The FTT Judge seemed to have thought that there was something special about the nature of this family’s relationships. It would be odd if a family which included a step-child were to be treated more favourably than a family with two natural children. The fact that there was a step-child with a natural father in the UK was a good reason why the family could not be expected to go to Vietnam, but it did not provide a justification for allowing the appellant to remain in the UK. The judge was not, looking at the concept of exceptional circumstances through the lens of the Immigration Rules but without proper regard to them.
The Court of Appeal upheld the Secretary of State’s appeal and refused to remit the case to the Upper Tribunal and restored the deportation order.
The FFT’s erroneous reasoning in AJ and the Court of Appeal’s view
Following the Secretary of State making a deportation order against AJ following a criminal conviction, he sought to resist deportation on the basis that he had two minor children born out of a customary marriage to a Zimbabwean woman who had been granted refugee status in the UK.
It was noted that in allowing AJ’s appeal, no reference was made to the considerable weight to be given to the pubic interest in deportation, nor to the need for very compelling factors to outweigh it. The Court of Appeal also noted that the FTT had referred to the approach of the Strasbourg Court when dealing with foreign criminals(Uner v The Netherlands 45 EHRR 41, Boultif v Switzerland 33 EHRR 1179; and Maslov v Austria 47 EHRR 496 in which the Court has considered when expulsion of a foreign criminal may be necessary in a democratic society). Specific reference was also made by the FTT to an observation in para.70 of Maslov where the Strasbourg court stated that “the above criteria ultimately are designed to help evaluate the extent to which the applicant can be expected to cause disorder or to engage in criminal activities.”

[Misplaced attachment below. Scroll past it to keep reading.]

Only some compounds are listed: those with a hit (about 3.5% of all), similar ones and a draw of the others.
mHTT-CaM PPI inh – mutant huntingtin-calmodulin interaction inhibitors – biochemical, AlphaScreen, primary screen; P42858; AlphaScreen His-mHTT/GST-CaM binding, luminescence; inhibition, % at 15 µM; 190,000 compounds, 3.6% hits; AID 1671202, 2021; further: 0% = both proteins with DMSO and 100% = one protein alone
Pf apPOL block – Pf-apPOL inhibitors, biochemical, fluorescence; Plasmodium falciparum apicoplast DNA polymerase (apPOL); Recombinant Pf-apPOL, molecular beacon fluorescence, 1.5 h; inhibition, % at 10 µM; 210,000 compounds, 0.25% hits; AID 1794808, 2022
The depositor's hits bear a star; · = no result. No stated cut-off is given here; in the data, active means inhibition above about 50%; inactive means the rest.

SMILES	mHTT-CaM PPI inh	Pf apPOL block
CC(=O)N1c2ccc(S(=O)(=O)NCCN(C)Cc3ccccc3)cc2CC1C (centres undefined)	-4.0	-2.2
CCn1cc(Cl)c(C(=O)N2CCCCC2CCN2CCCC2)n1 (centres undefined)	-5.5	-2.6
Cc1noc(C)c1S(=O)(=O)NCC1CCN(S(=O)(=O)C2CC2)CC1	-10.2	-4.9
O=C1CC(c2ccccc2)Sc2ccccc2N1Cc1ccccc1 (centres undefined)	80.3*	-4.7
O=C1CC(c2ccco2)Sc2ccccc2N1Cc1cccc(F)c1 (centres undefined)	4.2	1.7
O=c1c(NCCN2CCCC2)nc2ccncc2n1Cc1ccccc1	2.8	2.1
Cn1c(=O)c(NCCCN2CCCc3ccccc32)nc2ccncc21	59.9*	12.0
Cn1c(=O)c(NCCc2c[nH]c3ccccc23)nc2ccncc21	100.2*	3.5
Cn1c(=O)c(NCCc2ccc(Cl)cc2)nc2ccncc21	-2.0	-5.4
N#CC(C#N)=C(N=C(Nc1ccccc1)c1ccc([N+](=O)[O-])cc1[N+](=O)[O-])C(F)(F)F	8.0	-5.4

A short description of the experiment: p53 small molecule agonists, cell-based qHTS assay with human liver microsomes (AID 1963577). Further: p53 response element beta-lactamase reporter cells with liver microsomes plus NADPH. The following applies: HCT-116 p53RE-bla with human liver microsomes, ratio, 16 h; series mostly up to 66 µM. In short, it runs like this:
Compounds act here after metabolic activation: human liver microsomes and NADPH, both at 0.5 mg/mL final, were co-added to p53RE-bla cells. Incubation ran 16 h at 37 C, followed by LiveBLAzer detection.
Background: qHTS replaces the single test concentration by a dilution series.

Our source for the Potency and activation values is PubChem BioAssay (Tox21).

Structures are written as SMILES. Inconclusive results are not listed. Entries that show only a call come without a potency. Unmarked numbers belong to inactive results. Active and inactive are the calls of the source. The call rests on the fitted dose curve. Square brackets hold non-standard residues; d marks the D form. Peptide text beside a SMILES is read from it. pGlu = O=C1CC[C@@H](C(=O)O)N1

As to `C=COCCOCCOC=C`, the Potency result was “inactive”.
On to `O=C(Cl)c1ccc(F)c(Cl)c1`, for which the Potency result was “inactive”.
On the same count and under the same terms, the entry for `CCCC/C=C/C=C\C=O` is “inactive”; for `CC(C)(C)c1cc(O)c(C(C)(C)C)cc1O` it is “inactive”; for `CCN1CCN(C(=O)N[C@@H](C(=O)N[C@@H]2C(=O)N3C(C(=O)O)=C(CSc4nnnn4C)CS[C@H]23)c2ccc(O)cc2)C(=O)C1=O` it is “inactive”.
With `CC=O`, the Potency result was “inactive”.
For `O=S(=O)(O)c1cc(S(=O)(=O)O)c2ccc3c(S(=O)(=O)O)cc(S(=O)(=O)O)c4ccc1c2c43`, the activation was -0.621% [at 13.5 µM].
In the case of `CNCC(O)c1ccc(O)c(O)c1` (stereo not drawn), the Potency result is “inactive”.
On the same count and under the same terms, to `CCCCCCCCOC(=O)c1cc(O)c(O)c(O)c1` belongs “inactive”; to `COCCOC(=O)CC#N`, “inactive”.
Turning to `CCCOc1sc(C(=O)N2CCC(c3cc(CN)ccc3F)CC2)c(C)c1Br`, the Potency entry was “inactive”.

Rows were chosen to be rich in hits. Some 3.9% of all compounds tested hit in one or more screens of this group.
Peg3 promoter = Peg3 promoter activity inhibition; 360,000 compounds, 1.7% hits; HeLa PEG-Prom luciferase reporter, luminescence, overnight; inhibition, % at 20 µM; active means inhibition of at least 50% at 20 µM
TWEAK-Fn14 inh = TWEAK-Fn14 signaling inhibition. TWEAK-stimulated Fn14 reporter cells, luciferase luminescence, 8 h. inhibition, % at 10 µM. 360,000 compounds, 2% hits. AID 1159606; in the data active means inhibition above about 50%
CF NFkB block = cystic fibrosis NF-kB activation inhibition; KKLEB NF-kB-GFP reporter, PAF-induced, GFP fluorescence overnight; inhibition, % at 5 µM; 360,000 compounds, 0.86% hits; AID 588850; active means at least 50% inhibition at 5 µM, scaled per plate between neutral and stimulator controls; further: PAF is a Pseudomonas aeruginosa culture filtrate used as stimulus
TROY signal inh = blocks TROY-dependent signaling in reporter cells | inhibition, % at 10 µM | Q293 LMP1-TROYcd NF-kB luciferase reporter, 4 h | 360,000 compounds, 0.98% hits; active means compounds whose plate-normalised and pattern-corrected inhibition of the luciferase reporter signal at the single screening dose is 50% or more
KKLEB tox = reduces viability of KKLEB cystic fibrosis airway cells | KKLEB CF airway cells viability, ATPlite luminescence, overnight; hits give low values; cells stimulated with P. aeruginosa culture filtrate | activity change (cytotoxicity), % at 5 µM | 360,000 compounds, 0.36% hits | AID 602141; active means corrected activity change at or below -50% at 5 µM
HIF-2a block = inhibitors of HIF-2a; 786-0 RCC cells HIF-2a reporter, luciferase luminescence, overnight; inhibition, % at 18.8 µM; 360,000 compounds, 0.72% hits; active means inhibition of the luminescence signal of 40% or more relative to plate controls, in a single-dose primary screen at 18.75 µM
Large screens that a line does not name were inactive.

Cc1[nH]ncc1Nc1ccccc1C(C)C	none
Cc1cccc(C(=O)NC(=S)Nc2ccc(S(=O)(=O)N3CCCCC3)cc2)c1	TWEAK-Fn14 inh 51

The FTT identified certain factors relevant to the balancing exercise when applying the “exceptional circumstances” test. It found that both parents cared for the children and that they would be adversely affected if their father were to be deported, particularly given that they were at a stage where their emotional development was very important. The older child in particular had put down roots in the UK where she had lived all her life. The mother could not go to Zimbabwe and therefore if the family was to remain together it had to be living in the UK. As to the offending, the appellant had pleaded guilty and expressed remorse and shame. It was found material by the FTT that AJ had committed no further offences and in the light of various reports, the FTT considered that it was unlikely that he would offend in the same way again. The FTT said in terms that it had given “considerable weight” to these aspects of the public interest.
The FTT concluded that:
“If it were not for the best interests of the two children we would have concluded that the interference to family and private life caused by the deportation would be proportionate. If the Appellant was simply in a relationship with his partner without children we would have found that the interference that will be caused to their relationship, given the insurmountable obstacles to his partner returning to Zimbabwe, would have been proportionate to the legitimate aim of the prevention of disorder or crime given the seriousness of the offending and the public interest in deterring criminality. It is the fact that deporting the Appellant will cause separation of two children from their father, and be against their best interests, that tips the balance ultimately to a finding that deporting this Appellant would cause interference that would be disproportionate to the legitimate aim. … “
The Court of Appeal found that nowhere in the FTT Judge ‘s decision was there a clear recognition of the very powerful weight to be given to the public interest in deporting foreign criminals or the need for compelling factors to outweigh it. Acknowledging that “considerable weight” should be given to certain aspects of the public interest does not suffice. Had the FTT properly understood the force of the public interest in deportation, it could not have concluded that separation from his children, without more, could amount to compelling reasons. The Court of Appeal acknowledged that no doubt there will be some emotional damage to the children, but that is not unusual whenever a parent is deported and the child is unable to live with that parent outside the UK. There was nothing special or unusual in the circumstances here which would justify a conclusion that the interference with article 8 rights was disproportionate.